April is Financial Literacy Month, and Powercat Financial Counseling is taking this opportunity to write a series of articles related to basic financial management. To kick the month off, we’re starting with setting financial goals.
Setting goals, especially financial ones, can be a challenging, and sometimes daunting, task. Having goals is important, though, in that they give you something to aim for and work towards. To quote Zig Ziglar, “If you aim at nothing, you will hit it every time.” A good place to start is to think about your life in the future. How do you want to live? What do you want your life to look like? Do you want to be debt free, buy a car and a house, start a family, or travel? How will you accomplish these tasks and get to the life you really want? Thinking about these things now is important. When you graduate and enter the workforce, it is easy to get caught up in your daily routine and not give much thought to your future. You will probably be inclined to think a few weeks or months ahead, but it might be hard to think a few years ahead.
Short-term vs. Long-term:
A short-term goal is one that is set for two years or less, and a long-term goal is one that is set for five or more years. Some examples of short-term goals are planning for spring break and summer trips and building an emergency fund, while long-term goals might be buying a car, buying a house, or paying off student loans. Even if you have trouble coming up with specific savings goals, you should still try to save whatever you can. A good first goal for everyone, which should be a priority, is an emergency fund. An emergency fund is a separate store of money which you access only in emergencies (ordering a pizza in the middle of the night because you don’t have food around is not an emergency). If your car suddenly got a flat tire, how would you pay for it? If you lost your job all of a sudden, where would the money come from to get you by until you get another job? These are the types of situations in which an emergency fund would be useful. It is recommended that you work up to having three to six months’ of living expenses saved up in the event you lose your job or are unable to work due to an injury. This may seem like a lot of money, and depending on your situation, you as a college student could probably afford to wait a little while to get to the point of having this much saved. Your parents may be willing to bail you out if something comes up. But it is still a good idea to have at least $500 to $1,000 on hand in case of emergencies. Life happens: will you be prepared when it does?
When setting goals, it is important to define them well. Your goals should be Specific, Measurable, Attainable, Relevant, and Timely, or “SMART.” If your goal doesn’t have these characteristics, you will likely give up on it. This is why it is important to write out your goals with these specifications and keep it somewhere where you will see it on a regular basis. You will also want to prioritize them. It is important to note that your goals may change over time and to review them periodically to make adjustments as necessary. Set a reminder for yourself every few months to review your goals and see if you need to adjust them. Maybe something came up since you set and prioritized your goals, or perhaps your goals will drastically change once you graduate; if so, you will want to make the necessary adjustments and re-prioritize.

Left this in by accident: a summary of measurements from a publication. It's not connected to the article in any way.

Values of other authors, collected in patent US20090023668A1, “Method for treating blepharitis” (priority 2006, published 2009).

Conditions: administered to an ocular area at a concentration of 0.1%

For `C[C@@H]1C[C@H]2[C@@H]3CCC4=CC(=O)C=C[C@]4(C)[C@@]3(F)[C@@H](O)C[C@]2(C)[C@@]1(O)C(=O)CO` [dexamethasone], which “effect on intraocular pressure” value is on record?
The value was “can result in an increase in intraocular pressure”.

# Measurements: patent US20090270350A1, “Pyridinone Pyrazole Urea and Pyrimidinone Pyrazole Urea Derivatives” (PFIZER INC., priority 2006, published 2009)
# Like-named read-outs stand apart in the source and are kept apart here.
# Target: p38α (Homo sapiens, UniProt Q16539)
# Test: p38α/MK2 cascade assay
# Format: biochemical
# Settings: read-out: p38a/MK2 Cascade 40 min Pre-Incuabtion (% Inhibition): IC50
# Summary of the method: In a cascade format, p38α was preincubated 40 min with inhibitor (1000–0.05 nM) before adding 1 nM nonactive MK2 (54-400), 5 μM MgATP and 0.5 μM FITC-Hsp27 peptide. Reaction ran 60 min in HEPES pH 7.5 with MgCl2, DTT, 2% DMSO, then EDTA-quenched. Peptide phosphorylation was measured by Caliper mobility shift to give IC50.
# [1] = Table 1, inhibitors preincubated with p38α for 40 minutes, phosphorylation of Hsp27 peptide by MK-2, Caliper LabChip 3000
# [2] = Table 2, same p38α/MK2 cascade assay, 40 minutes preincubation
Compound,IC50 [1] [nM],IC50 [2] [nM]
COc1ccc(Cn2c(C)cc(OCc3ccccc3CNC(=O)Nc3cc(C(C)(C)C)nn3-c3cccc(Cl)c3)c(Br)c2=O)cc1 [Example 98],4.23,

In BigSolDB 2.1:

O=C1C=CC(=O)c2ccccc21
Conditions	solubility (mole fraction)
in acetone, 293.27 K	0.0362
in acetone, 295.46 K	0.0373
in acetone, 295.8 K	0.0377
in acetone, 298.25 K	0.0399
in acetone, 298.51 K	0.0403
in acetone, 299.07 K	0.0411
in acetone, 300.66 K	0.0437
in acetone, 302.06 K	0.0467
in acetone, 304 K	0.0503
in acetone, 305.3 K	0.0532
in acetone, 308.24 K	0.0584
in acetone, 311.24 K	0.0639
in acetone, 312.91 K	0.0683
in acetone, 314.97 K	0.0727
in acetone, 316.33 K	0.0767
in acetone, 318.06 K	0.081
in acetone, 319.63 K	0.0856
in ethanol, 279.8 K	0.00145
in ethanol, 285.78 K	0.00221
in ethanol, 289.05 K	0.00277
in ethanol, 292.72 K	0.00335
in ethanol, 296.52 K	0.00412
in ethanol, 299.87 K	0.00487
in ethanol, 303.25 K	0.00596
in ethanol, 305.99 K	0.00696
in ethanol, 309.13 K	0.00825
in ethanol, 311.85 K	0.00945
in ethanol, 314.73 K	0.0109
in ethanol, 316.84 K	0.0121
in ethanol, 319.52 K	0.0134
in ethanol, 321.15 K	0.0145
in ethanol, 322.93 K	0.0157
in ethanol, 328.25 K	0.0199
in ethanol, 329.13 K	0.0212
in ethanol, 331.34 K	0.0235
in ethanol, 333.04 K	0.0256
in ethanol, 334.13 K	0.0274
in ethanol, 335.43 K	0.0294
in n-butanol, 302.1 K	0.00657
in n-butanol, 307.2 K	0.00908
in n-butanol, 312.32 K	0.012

Motivation to Save
Some people find saving to be difficult for them, whether it is because they feel like they are depriving themselves or they have loans to repay that they don’t think that they can save. One way to save without “missing” your money is to ask your employer or your bank to direct deposit a portion of your paycheck to a separate savings account. The general recommendation is that you save 10% of each paycheck; however, be careful not to set aside so much that you aren’t able to pay for your immediate expenses. Every little bit adds up, so save as much as is within your means even if it is only $10 or $20 a month. If you are able to save more than 10%, that is great too.
“If you are failing to plan, you are planning to fail,” said Benjamin Franklin. Planning really can be a challenge, especially if you don’t know how to start. One website that might be helpful is Sorted.org: https://www.sorted.org.nz/a-z-guides/setting-goals#s6. It helps you to organize your goals with its “goals worksheet” and walks you through the planning and implementation process, offering tips along the way. It even talks about goal-setting in relationships, which can be even more of a challenge than setting goals on your own.
In closing, it is important to set goals in order to achieve the life you want. Start thinking about it now and begin developing a plan to get you there. You will want to evaluate the short term and the long term, but allow for some flexibility in case your desires or values change. Saving as much as you can now and building up an emergency fund will pay off in the long-run. Be on the lookout in the next few weeks for more helpful tips about personal financial management during Financial Literacy Month. If you have any questions about setting goals or financial management and would like help with any of those, please make an appointment on our website: www.k-state.edu/pfc/services. We provide free and confidential counseling to all K-State students.
Peer Counselor II
Powercat Financial Counseling